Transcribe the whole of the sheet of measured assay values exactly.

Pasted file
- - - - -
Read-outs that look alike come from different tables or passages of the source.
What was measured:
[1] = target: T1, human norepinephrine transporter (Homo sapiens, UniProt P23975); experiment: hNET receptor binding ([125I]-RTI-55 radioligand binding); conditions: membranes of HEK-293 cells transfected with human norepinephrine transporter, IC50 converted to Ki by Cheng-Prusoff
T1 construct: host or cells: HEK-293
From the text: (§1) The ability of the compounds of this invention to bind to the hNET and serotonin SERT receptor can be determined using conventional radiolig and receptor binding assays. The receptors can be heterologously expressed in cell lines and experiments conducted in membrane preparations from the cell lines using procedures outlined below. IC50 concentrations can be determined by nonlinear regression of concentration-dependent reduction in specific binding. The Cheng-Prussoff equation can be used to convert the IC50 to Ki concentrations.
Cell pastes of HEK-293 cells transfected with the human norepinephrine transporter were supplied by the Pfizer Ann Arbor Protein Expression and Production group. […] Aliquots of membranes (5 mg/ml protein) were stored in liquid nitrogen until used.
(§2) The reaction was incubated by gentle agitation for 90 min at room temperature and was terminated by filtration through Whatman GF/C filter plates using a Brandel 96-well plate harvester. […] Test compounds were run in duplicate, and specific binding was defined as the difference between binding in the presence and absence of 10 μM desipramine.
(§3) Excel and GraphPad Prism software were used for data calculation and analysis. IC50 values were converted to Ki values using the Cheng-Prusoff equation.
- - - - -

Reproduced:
Read-outs that look alike come from different tables or passages of the source.
What was measured:
[1] = target: T1, human norepinephrine transporter (Homo sapiens, UniProt P23975); experiment: hNET receptor binding ([125I]-RTI-55 radioligand binding); conditions: membranes of HEK-293 cells transfected with human norepinephrine transporter, IC50 converted to Ki by Cheng-Prusoff
T1 construct: host or cells: HEK-293
From the text: (§1) The ability of the compounds of this invention to bind to the hNET and serotonin SERT receptor can be determined using conventional radiolig and receptor binding assays. The receptors can be heterologously expressed in cell lines and experiments conducted in membrane preparations from the cell lines using procedures outlined below. IC50 concentrations can be determined by nonlinear regression of concentration-dependent reduction in specific binding. The Cheng-Prussoff equation can be used to convert the IC50 to Ki concentrations.
Cell pastes of HEK-293 cells transfected with the human norepinephrine transporter were supplied by the Pfizer Ann Arbor Protein Expression and Production group. […] Aliquots of membranes (5 mg/ml protein) were stored in liquid nitrogen until used.
(§2) The reaction was incubated by gentle agitation for 90 min at room temperature and was terminated by filtration through Whatman GF/C filter plates using a Brandel 96-well plate harvester. […] Test compounds were run in duplicate, and specific binding was defined as the difference between binding in the presence and absence of 10 μM desipramine.
(§3) Excel and GraphPad Prism software were used for data calculation and analysis. IC50 values were converted to Ki values using the Cheng-Prusoff equation.